Later, I got hips, later breasts. Later, we got the Internet, and I found AIM, talked to people. Friends first. Then, men. I caught on quick—17, f, Alabama. One of them asked me if I had a cute accent, asked if I would call and read him a page from a book, one of them asked me to send him a picture. I, desperate for feedback, did both of these things. The man who listened to me reading Walt Whitman on the phone told me I had a sweet, naive voice, told me that he wanted me to call him nightly to put him to sleep with my innocence. The man who received a photo of me wrote back, you have those nice dick-sucking lips.

In 2017, a few years after I had displaced myself to Paris to prove I was a real woman, a real artist, I began to feel I had more head-space. I requested a review copy of Sanders’ newly released Cuntry. I read it quickly, in its entirety. And years and years after my AIM login bluesgirl868 was defunct, was an empty shell of a girl, I found myself discovering what I had walked away from in 2013. Through Sanders’ text a part of me was revealed, and I discovered why these first Internet chat conversations had seduced me, had led me to seek popular images of women, why my curiosity about the kind of lips I was said to have steered me towards porn.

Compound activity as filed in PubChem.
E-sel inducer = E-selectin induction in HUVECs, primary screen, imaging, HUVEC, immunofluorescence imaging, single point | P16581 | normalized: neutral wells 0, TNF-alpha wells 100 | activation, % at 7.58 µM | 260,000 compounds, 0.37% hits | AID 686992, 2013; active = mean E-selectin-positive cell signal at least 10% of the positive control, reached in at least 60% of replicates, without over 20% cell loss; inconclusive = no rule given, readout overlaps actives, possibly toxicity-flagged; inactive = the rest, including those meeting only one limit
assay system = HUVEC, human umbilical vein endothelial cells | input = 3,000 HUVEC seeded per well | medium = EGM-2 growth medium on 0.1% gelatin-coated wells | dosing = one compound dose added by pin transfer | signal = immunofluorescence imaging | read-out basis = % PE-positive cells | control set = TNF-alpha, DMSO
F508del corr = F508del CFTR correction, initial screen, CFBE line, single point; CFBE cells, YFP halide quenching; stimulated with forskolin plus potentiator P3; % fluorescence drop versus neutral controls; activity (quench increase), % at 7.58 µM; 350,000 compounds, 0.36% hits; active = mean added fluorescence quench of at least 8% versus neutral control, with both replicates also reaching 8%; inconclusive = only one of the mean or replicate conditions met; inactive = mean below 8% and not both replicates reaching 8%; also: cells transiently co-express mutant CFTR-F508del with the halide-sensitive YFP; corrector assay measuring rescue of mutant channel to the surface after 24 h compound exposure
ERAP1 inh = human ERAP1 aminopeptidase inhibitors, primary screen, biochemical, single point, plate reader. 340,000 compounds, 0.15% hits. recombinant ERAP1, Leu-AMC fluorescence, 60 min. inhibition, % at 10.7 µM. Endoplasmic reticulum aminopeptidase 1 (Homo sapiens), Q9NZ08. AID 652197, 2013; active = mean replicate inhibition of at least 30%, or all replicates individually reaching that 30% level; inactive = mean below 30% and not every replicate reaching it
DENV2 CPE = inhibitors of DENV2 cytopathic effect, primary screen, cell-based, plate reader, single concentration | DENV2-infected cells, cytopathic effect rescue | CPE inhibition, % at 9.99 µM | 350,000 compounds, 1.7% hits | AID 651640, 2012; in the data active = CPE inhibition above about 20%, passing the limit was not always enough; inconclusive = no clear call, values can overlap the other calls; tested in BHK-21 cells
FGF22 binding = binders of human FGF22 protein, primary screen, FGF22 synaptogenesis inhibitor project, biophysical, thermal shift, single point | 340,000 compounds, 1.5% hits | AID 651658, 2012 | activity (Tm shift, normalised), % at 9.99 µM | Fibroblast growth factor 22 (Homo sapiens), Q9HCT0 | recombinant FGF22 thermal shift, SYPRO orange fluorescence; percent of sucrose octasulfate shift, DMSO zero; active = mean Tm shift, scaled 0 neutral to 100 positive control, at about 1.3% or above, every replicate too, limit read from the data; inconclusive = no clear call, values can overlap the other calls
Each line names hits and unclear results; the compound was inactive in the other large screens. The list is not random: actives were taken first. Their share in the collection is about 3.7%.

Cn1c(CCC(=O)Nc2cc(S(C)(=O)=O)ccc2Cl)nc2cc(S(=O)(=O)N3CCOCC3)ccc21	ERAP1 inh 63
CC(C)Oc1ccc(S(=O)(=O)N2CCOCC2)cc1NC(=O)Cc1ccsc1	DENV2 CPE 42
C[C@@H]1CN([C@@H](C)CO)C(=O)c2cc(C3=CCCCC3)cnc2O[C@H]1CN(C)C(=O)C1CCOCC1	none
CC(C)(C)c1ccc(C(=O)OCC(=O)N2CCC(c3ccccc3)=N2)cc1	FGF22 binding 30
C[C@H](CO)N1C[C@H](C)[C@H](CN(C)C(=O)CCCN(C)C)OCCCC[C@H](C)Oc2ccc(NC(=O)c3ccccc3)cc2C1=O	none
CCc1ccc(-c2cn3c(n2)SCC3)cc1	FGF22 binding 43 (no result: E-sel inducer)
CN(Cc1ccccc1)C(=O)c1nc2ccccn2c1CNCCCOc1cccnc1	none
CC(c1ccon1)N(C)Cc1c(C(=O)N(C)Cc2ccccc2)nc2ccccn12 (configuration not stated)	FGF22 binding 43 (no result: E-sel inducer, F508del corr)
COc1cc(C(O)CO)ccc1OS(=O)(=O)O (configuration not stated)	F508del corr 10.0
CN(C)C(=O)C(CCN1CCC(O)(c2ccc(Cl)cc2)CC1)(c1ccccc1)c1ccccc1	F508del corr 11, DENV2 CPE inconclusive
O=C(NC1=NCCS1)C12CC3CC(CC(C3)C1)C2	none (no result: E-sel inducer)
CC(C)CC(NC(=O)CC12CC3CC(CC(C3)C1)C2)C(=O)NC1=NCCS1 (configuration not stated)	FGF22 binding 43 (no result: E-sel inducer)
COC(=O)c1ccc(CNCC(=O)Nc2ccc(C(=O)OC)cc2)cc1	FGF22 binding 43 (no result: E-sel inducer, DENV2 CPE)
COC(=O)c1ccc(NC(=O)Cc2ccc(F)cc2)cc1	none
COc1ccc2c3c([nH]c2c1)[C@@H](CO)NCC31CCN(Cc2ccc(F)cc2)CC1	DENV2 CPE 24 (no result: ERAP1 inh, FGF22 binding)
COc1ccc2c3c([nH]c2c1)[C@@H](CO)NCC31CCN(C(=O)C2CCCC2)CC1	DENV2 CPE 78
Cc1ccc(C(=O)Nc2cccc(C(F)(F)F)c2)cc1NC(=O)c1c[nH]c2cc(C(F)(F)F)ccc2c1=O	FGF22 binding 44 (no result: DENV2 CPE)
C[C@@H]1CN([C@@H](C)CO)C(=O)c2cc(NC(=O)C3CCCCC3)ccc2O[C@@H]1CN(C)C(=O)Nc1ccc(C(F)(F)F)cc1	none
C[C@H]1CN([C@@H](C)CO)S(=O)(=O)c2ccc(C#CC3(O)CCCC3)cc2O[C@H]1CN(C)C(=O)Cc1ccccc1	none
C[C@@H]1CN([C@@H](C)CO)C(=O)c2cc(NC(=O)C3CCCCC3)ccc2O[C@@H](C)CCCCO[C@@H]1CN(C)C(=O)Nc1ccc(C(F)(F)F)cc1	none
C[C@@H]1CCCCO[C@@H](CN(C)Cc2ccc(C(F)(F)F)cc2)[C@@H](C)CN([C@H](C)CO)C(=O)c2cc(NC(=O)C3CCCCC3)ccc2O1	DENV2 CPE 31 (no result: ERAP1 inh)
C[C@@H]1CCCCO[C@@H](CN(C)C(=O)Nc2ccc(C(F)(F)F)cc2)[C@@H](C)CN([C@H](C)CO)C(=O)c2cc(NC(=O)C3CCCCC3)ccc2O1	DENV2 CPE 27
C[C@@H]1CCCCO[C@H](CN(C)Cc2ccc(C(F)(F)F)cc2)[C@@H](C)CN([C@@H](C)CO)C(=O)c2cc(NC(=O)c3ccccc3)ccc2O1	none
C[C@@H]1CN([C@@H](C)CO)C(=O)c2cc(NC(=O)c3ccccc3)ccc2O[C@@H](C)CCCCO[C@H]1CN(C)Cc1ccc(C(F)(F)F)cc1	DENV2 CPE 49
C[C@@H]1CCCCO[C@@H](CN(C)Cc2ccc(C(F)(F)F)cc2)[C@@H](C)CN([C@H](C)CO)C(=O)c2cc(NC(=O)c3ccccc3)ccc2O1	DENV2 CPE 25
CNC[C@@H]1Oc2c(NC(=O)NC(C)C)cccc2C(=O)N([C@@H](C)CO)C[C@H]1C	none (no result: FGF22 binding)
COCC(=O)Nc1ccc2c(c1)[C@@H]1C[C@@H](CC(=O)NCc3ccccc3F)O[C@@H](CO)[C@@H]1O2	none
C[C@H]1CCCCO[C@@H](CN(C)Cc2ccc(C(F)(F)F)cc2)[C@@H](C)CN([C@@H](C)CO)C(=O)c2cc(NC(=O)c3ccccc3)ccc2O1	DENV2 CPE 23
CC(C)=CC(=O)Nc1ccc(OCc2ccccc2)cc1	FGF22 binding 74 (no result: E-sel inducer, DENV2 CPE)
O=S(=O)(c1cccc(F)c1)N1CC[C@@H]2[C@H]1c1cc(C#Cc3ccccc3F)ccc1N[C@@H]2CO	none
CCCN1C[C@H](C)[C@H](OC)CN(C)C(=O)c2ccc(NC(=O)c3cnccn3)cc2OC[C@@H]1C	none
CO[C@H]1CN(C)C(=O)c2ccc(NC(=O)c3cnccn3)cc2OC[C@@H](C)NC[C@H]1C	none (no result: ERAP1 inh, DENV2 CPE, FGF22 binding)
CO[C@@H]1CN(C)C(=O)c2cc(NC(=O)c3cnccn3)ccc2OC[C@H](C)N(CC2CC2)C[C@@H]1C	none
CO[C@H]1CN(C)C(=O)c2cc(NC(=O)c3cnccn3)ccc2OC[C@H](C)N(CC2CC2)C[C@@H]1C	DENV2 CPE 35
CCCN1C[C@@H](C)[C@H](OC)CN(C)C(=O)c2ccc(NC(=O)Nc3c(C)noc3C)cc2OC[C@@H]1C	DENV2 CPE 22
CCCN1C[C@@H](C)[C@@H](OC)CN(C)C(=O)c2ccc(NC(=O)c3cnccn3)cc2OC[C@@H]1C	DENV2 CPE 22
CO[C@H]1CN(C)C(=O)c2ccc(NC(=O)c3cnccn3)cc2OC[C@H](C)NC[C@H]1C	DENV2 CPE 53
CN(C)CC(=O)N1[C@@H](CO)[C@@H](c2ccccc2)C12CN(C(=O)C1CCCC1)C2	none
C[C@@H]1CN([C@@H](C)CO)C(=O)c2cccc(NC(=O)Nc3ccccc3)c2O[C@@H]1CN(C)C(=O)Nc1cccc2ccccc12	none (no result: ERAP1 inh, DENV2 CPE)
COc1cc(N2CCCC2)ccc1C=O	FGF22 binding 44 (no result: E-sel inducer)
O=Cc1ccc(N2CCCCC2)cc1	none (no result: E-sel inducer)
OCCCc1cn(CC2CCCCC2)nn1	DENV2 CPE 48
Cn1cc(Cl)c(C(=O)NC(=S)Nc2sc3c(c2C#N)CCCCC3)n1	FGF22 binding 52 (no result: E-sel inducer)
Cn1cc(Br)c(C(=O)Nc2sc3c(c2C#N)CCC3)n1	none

Like Sanders’ speaker I am a child of the 90s; like Sanders’ speaker the Internet was my “sibling, bad egg, incestuous desire.”

At fourteen I, like many other million other raging and interrogating bodies behind screens, was searching for what I was, what I resembled in the vitrine of virginity. I, like the speaker, watched porn because I had to see for myself what definitions I was being given.

In the third poem in Sanders’ book, we are in this cyber space, this alien intimacy. The speaker, as a more self-defining woman, is facing porn, is facing society’s questions about her relationship with porn, and she is beginning to shed shame and wield what she can from our culture’s guilting the girl. She begins her argument:

“The images I seek out are scientific. The images I seek out are literary. The images I seek out contain knowledge. The images I seek out are purely platonic. The images I seek out own my sexuality. The images I seek out are just words. The images I seek out are not alive, they cannot be…”